College honors Teresa Hubbard with Distinguished Teaching Award

This year’s College of Fine Arts Distinguished Teaching Award celebrates the work of Professor Teresa Hubbard, Studio Art, Department of Art and Art History, who was selected by a panel of senior faculty members in the college.

Hubbard summarized her teaching philosophy in three categories:

  • To bring out: Hubbard utilizes the Latin root of educate: educe–which means to bring out. Hubbard approaches all of her students, subject matter and courses by not seeing her students as empty vessels. To her, every student possesses life experiences that can benefit their classmates, contribute to class discussion and help her continue to grow and learn as a teacher.
  • Work, work and work: Hubbard describes work as experimentation that always involves failure, and that failure is a beginning, not an end. Work takes practice and repetition. Repetition will always lead to something, and work instills the best kind of discipline: self-discipline.
  • “Education as a practice of freedom”: Hubbard engages strategies of social and emotional learning in all subject matters as part of instilling self-reliance in her students. She is inspired by the possibility of “Education as a practice of freedom,” from the late poet, activist and educator, bell hooks. In Teaching to Transgress, hooks forcefully outlined an approach to education as a practice of freedom—a practice that is grounded in social and emotional learning as the most effective way for students to think critically.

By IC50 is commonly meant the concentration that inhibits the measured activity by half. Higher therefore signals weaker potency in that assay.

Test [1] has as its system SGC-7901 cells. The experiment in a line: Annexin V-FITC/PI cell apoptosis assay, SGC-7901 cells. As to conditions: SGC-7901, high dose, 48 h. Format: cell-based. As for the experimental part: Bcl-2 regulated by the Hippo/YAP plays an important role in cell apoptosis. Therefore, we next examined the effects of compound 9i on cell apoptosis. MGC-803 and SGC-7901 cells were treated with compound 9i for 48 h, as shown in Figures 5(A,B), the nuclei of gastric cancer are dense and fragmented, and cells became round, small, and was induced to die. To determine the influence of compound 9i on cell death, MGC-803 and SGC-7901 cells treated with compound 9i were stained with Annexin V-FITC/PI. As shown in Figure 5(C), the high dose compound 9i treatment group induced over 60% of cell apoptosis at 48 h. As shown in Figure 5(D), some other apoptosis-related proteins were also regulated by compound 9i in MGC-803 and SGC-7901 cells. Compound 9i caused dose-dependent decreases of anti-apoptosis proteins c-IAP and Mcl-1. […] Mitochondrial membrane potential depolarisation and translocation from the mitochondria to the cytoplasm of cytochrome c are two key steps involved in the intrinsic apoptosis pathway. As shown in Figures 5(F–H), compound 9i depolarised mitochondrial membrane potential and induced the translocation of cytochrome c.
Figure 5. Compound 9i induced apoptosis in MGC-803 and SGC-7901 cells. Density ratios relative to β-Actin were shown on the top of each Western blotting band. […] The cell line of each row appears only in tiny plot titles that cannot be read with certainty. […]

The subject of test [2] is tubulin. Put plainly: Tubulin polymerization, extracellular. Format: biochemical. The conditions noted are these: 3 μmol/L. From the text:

Associate Dean of Diversity, Equity and Inclusion John Yancey, was one of Hubbard’s nominators for the Distinguished Teaching Award. Yancey says that Hubbard is “among our most highly sought-after teachers on both graduate and undergraduate levels. She is an amazing resource and inspiration to our students. She brings not only extensive expertise, but also considerable prestige to our academic programs.” Yancey describes Hubbard’s class culture as one of excellence, with energetic rigor and success, and he notes that each student working to their highest standards is not exceptional in Hubbard’s classes, but is actually expected.

Hubbard holds the William and Bettye Nowlin Endowed Professorship in Photography. She is Co-Area Head of the Photography & Media Area and is an alumna of the UT Department of Art and Art History.

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